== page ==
Wearing face coverings, contact for a short time
Silent Low Low Medium
Speaking Low Low Medium
Shouting, singing Medium Medium High
Wearing face coverings, contact for a prolonged time
Silent Low Medium High
Speaking *Medium Medium High
Shouting, singing Medium High High
No face coverings, contact for a short time
Silent Medium Medium High
Speaking Medium High High
Shouting, singing High High High
No face coverings, contact for a prolonged time
Silent Medium High High
Speaking High High High
Shouting, singing High High High

* Borderline case that is highly dependent on quantitative definitions of distancing, number of individuals and time of exposure.

The table is from:  Jones NR, Qureshi ZU, Temple RJ, et al, ‘Two metres or one: what is the evidence for physical distancing in covid-19?’, British Medical Journal, 2020, 370:m3223

When COVID-19 is circulating, wearing a face covering is particularly important in busy, enclosed spaces such as supermarkets or grocery stores or when using public transport. As we move into winter and we spend more time indoors in poorly ventilated spaces, face coverings will help protect us in settings where we spend long periods of time such as work places and even within the home. Face coverings will also help reduce the spread of other respiratory viruses (colds and flu) which are more common in the winter.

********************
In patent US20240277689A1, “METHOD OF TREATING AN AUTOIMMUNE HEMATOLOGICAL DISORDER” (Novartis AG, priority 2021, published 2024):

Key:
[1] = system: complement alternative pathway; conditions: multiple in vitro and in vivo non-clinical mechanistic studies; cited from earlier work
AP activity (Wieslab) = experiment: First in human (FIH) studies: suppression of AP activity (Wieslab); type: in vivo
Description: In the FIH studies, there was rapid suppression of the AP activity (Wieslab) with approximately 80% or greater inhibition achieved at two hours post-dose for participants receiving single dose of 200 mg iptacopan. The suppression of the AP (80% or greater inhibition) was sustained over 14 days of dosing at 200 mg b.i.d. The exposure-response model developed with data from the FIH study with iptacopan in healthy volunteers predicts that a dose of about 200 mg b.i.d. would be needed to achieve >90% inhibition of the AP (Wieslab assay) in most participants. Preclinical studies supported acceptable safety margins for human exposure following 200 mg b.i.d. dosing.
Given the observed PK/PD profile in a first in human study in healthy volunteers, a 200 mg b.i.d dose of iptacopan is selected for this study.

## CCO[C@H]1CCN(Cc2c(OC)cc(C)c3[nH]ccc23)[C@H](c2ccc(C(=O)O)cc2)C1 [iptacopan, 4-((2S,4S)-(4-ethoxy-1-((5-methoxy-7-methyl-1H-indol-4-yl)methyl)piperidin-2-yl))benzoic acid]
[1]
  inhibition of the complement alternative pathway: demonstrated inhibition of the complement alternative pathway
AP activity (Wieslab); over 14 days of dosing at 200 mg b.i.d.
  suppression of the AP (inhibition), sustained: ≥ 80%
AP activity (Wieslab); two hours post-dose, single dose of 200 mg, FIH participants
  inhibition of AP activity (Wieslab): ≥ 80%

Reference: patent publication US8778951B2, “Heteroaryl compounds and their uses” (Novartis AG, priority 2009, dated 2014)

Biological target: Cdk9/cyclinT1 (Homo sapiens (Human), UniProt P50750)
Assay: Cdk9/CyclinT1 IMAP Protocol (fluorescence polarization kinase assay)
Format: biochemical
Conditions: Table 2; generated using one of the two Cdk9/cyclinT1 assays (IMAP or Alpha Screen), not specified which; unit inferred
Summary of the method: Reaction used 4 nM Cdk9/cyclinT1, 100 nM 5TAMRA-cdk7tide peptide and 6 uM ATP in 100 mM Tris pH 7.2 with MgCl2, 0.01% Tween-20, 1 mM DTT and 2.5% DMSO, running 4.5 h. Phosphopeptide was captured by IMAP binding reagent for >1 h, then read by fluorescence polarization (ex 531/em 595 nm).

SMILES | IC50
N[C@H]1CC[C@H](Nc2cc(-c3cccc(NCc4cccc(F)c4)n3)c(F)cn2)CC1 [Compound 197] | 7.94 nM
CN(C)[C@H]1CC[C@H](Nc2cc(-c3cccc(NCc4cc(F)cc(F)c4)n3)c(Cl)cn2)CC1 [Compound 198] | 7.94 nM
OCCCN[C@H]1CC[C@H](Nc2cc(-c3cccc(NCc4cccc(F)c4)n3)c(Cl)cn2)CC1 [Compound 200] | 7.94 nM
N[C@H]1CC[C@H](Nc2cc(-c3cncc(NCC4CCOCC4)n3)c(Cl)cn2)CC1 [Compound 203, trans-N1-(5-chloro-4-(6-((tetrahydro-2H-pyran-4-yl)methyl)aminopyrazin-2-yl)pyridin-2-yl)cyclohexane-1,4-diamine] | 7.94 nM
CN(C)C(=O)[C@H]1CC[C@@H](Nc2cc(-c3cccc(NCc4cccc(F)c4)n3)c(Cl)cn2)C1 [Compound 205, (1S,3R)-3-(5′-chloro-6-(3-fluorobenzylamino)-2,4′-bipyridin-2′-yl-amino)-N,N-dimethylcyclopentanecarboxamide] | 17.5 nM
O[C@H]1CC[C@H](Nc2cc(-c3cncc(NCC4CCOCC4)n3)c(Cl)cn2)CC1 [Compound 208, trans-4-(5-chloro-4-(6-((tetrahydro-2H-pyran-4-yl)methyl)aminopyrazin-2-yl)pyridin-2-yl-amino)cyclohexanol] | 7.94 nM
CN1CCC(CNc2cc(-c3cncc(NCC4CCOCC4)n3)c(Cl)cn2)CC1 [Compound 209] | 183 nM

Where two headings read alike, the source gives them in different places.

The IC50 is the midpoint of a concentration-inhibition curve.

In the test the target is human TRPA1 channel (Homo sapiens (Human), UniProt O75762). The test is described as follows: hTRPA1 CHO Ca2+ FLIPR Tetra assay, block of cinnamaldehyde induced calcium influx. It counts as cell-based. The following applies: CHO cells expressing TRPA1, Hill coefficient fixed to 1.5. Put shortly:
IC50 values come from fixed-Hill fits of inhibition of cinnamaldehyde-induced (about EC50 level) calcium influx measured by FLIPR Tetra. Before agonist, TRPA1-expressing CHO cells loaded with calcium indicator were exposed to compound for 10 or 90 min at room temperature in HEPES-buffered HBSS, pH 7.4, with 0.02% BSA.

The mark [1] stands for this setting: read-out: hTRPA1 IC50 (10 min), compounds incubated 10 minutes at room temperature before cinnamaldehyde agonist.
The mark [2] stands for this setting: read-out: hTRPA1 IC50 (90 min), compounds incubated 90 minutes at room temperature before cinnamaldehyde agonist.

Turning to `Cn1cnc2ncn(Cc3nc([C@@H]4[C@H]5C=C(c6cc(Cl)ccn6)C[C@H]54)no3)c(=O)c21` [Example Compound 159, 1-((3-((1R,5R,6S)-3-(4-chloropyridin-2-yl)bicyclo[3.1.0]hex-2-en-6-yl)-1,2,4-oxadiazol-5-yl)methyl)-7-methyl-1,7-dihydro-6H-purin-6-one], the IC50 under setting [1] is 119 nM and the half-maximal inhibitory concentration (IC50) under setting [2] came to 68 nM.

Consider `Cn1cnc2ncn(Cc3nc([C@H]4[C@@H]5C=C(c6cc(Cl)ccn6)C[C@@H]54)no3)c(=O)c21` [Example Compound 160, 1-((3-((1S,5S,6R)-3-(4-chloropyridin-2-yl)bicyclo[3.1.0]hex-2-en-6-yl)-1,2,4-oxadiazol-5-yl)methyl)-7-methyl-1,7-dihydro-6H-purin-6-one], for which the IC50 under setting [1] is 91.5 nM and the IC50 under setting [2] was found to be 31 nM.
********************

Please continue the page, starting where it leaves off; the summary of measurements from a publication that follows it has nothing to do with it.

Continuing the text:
Non-medical masks can be made of cloth, textiles or paper and be home-made or commercially manufactured. Commercially manufactured masks can be bought from a wide range of retail outlets and on-line. Instructions for making simple home-made masks out of readily available materials can easily be found on line. The US Centres for Disease Control have instructions for home-made masks and the BBC has instructions.

Remember that wearing a mask does not replace the need to follow the other key recommended actions to prevent virus spread

It is also important to use the mask appropriately.  It should completely cover your face from the bridge of the nose to the chin, and fit snugly against the sides of your face.  Clean your hands with soap and water or sanitiser before putting on and taking off the mask.  When taking off the mask, remove it from behind to avoid touching the front which may have become contaminated with virus.

If the mask is reusable, wash it as soon as possible after each use, using household laundry detergent at 60 C.